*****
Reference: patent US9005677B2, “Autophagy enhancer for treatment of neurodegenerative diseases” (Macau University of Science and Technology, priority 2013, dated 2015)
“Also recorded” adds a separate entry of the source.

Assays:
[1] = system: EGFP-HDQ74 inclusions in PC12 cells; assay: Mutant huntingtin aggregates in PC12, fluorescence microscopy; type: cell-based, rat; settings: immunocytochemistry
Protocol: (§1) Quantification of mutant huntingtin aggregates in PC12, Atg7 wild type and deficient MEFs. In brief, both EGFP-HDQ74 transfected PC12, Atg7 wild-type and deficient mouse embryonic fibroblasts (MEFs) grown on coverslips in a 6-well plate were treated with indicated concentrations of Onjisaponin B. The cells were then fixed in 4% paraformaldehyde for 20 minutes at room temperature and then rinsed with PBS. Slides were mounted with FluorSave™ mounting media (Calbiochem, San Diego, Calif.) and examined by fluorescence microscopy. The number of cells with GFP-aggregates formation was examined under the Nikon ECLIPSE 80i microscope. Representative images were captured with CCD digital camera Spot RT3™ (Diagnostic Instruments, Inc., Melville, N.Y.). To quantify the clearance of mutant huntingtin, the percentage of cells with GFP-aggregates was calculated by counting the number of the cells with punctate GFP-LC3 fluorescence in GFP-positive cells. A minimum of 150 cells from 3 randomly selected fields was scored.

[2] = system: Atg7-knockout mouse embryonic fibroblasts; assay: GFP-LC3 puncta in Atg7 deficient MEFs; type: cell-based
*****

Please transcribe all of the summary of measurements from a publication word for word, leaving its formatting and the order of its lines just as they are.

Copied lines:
Reference: patent US9005677B2, “Autophagy enhancer for treatment of neurodegenerative diseases” (Macau University of Science and Technology, priority 2013, dated 2015)
“Also recorded” adds a separate entry of the source.

Assays:
[1] = system: EGFP-HDQ74 inclusions in PC12 cells; assay: Mutant huntingtin aggregates in PC12, fluorescence microscopy; type: cell-based, rat; settings: immunocytochemistry
Protocol: (§1) Quantification of mutant huntingtin aggregates in PC12, Atg7 wild type and deficient MEFs. In brief, both EGFP-HDQ74 transfected PC12, Atg7 wild-type and deficient mouse embryonic fibroblasts (MEFs) grown on coverslips in a 6-well plate were treated with indicated concentrations of Onjisaponin B. The cells were then fixed in 4% paraformaldehyde for 20 minutes at room temperature and then rinsed with PBS. Slides were mounted with FluorSave™ mounting media (Calbiochem, San Diego, Calif.) and examined by fluorescence microscopy. The number of cells with GFP-aggregates formation was examined under the Nikon ECLIPSE 80i microscope. Representative images were captured with CCD digital camera Spot RT3™ (Diagnostic Instruments, Inc., Melville, N.Y.). To quantify the clearance of mutant huntingtin, the percentage of cells with GFP-aggregates was calculated by counting the number of the cells with punctate GFP-LC3 fluorescence in GFP-positive cells. A minimum of 150 cells from 3 randomly selected fields was scored.

[2] = system: Atg7-knockout mouse embryonic fibroblasts; assay: GFP-LC3 puncta in Atg7 deficient MEFs; type: cell-based